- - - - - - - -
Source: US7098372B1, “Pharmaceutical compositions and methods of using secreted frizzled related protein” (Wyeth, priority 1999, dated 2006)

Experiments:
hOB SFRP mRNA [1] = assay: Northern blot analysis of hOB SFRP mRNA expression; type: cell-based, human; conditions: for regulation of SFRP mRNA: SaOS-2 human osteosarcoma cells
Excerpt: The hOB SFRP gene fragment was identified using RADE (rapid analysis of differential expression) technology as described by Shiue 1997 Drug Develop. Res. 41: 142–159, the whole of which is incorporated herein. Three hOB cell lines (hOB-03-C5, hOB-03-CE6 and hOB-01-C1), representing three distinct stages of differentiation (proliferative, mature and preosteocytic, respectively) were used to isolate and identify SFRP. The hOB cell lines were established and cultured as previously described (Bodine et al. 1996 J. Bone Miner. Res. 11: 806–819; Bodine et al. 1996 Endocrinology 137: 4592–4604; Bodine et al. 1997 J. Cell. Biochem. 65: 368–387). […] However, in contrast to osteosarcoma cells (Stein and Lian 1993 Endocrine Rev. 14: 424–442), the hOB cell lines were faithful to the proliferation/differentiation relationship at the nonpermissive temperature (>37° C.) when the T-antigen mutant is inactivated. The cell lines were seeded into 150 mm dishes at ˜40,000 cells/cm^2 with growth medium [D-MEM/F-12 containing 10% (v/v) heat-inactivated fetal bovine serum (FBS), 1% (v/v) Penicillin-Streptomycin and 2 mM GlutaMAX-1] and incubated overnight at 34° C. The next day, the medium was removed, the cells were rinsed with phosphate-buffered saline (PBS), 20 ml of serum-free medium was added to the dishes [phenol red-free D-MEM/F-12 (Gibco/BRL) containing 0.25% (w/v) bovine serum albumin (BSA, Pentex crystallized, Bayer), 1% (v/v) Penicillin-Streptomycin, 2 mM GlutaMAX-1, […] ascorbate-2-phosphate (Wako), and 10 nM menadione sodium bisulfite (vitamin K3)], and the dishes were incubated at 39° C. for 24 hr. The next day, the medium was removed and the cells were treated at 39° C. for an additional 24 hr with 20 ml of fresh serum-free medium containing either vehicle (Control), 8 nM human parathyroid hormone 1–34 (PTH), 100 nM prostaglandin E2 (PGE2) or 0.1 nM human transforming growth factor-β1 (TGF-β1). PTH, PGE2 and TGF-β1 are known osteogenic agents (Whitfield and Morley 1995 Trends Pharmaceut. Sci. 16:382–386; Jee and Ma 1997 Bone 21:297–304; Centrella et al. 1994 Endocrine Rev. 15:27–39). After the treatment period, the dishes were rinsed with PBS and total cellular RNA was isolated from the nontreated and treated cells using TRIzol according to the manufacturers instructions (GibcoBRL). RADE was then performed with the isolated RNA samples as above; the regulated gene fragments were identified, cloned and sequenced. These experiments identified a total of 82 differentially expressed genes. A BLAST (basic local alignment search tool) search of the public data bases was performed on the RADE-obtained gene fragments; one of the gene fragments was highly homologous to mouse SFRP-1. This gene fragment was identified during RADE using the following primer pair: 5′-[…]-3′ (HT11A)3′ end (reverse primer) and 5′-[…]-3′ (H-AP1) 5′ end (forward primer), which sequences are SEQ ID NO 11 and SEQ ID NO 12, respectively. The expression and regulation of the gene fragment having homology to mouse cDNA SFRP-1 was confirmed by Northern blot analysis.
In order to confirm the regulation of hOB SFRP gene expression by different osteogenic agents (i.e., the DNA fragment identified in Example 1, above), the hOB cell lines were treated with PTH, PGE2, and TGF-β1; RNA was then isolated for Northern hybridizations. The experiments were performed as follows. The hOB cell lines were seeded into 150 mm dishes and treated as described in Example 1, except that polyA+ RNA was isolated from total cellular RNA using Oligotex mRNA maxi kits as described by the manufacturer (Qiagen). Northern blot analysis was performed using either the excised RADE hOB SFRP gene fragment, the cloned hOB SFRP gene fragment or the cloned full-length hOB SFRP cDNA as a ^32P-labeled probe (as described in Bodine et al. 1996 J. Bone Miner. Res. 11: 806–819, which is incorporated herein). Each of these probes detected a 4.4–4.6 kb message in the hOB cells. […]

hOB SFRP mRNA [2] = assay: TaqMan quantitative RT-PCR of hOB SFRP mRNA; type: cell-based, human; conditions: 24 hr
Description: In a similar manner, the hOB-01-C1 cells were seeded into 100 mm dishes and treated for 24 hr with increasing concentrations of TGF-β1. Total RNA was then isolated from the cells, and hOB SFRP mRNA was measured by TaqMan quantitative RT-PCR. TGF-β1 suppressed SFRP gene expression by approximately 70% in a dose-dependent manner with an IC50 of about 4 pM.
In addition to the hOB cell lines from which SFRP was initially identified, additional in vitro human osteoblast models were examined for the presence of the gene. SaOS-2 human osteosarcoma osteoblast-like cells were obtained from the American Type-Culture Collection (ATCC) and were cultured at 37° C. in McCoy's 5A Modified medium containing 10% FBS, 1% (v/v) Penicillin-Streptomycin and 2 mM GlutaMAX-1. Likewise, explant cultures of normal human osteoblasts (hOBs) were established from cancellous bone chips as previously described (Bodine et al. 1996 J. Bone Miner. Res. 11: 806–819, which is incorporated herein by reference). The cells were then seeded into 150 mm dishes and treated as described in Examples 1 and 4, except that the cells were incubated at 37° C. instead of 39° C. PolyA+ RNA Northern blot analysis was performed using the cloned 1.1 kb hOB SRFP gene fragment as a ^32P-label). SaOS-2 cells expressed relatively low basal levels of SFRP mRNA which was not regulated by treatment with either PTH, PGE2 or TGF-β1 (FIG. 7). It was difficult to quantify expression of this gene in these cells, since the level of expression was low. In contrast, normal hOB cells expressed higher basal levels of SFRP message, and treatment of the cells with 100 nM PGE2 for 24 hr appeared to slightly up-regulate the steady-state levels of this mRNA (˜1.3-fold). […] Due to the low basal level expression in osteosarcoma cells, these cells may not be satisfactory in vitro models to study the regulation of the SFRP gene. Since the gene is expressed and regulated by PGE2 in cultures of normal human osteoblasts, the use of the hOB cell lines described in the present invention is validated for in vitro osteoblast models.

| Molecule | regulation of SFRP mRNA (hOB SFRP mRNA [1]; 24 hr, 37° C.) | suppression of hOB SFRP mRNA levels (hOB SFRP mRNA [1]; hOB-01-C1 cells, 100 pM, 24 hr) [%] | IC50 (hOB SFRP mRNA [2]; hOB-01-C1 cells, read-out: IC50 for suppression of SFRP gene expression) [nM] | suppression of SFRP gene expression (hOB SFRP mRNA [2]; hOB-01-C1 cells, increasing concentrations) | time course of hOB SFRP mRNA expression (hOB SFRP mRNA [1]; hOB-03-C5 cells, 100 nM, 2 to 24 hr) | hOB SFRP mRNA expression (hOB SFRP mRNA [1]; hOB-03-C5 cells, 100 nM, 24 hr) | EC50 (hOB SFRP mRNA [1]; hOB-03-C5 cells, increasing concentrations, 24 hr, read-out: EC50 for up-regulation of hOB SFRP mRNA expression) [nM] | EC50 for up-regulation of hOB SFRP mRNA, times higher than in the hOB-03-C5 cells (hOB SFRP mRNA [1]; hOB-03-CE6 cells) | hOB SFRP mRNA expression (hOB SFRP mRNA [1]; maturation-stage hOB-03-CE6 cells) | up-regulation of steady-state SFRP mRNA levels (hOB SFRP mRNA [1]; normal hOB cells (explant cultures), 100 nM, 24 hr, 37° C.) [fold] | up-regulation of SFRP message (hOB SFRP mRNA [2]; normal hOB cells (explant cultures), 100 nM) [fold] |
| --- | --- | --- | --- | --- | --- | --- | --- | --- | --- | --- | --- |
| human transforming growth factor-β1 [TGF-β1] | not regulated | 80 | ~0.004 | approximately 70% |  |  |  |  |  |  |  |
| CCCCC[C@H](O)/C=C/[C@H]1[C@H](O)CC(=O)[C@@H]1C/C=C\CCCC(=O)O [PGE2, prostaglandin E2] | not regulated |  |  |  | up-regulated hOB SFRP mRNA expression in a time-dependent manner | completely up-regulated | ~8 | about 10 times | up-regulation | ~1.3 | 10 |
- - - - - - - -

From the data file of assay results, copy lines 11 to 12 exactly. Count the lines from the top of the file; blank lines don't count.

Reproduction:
| human transforming growth factor-β1 [TGF-β1] | not regulated | 80 | ~0.004 | approximately 70% |  |  |  |  |  |  |  |
| CCCCC[C@H](O)/C=C/[C@H]1[C@H](O)CC(=O)[C@@H]1C/C=C\CCCC(=O)O [PGE2, prostaglandin E2] | not regulated |  |  |  | up-regulated hOB SFRP mRNA expression in a time-dependent manner | completely up-regulated | ~8 | about 10 times | up-regulation | ~1.3 | 10 |